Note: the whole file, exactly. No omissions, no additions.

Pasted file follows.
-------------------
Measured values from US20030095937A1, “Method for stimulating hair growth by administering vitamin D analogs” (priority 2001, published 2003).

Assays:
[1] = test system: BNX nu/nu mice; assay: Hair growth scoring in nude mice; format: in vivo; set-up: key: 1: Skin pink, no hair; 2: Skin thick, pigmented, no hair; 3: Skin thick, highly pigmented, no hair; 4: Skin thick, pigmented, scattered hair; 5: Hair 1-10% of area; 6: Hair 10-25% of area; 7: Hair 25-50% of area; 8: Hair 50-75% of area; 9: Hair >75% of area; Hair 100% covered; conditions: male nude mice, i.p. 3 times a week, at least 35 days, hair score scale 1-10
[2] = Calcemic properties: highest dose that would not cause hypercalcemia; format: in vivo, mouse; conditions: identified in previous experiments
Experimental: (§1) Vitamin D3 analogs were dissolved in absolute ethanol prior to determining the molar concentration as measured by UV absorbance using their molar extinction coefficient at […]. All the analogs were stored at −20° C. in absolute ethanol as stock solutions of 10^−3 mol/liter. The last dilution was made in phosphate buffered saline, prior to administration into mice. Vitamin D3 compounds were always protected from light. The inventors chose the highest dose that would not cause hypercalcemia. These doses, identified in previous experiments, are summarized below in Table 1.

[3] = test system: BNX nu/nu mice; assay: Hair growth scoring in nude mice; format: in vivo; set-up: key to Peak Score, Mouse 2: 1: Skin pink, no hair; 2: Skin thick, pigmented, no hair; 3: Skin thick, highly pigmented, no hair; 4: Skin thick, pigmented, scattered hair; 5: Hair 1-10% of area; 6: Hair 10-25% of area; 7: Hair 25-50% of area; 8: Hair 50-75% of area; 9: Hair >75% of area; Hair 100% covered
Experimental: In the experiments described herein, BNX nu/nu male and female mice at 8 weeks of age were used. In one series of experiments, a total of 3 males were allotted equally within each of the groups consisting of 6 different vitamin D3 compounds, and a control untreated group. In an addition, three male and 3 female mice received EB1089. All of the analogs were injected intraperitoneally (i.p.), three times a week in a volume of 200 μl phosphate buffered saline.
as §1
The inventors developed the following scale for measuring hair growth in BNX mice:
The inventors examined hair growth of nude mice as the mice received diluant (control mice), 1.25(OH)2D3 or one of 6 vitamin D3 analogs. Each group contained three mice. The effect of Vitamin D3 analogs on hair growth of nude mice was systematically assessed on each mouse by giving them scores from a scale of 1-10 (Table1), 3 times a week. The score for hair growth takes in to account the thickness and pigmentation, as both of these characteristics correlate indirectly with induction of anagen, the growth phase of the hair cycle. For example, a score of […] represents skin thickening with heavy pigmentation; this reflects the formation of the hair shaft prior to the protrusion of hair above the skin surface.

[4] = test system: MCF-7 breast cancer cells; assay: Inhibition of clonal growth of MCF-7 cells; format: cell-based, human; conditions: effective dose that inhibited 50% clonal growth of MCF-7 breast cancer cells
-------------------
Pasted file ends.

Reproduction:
Measured values from US20030095937A1, “Method for stimulating hair growth by administering vitamin D analogs” (priority 2001, published 2003).

Assays:
[1] = test system: BNX nu/nu mice; assay: Hair growth scoring in nude mice; format: in vivo; set-up: key: 1: Skin pink, no hair; 2: Skin thick, pigmented, no hair; 3: Skin thick, highly pigmented, no hair; 4: Skin thick, pigmented, scattered hair; 5: Hair 1-10% of area; 6: Hair 10-25% of area; 7: Hair 25-50% of area; 8: Hair 50-75% of area; 9: Hair >75% of area; Hair 100% covered; conditions: male nude mice, i.p. 3 times a week, at least 35 days, hair score scale 1-10
[2] = Calcemic properties: highest dose that would not cause hypercalcemia; format: in vivo, mouse; conditions: identified in previous experiments
Experimental: (§1) Vitamin D3 analogs were dissolved in absolute ethanol prior to determining the molar concentration as measured by UV absorbance using their molar extinction coefficient at […]. All the analogs were stored at −20° C. in absolute ethanol as stock solutions of 10^−3 mol/liter. The last dilution was made in phosphate buffered saline, prior to administration into mice. Vitamin D3 compounds were always protected from light. The inventors chose the highest dose that would not cause hypercalcemia. These doses, identified in previous experiments, are summarized below in Table 1.

[3] = test system: BNX nu/nu mice; assay: Hair growth scoring in nude mice; format: in vivo; set-up: key to Peak Score, Mouse 2: 1: Skin pink, no hair; 2: Skin thick, pigmented, no hair; 3: Skin thick, highly pigmented, no hair; 4: Skin thick, pigmented, scattered hair; 5: Hair 1-10% of area; 6: Hair 10-25% of area; 7: Hair 25-50% of area; 8: Hair 50-75% of area; 9: Hair >75% of area; Hair 100% covered
Experimental: In the experiments described herein, BNX nu/nu male and female mice at 8 weeks of age were used. In one series of experiments, a total of 3 males were allotted equally within each of the groups consisting of 6 different vitamin D3 compounds, and a control untreated group. In an addition, three male and 3 female mice received EB1089. All of the analogs were injected intraperitoneally (i.p.), three times a week in a volume of 200 μl phosphate buffered saline.
as §1
The inventors developed the following scale for measuring hair growth in BNX mice:
The inventors examined hair growth of nude mice as the mice received diluant (control mice), 1.25(OH)2D3 or one of 6 vitamin D3 analogs. Each group contained three mice. The effect of Vitamin D3 analogs on hair growth of nude mice was systematically assessed on each mouse by giving them scores from a scale of 1-10 (Table1), 3 times a week. The score for hair growth takes in to account the thickness and pigmentation, as both of these characteristics correlate indirectly with induction of anagen, the growth phase of the hair cycle. For example, a score of […] represents skin thickening with heavy pigmentation; this reflects the formation of the hair shaft prior to the protrusion of hair above the skin surface.

[4] = test system: MCF-7 breast cancer cells; assay: Inhibition of clonal growth of MCF-7 cells; format: cell-based, human; conditions: effective dose that inhibited 50% clonal growth of MCF-7 breast cancer cells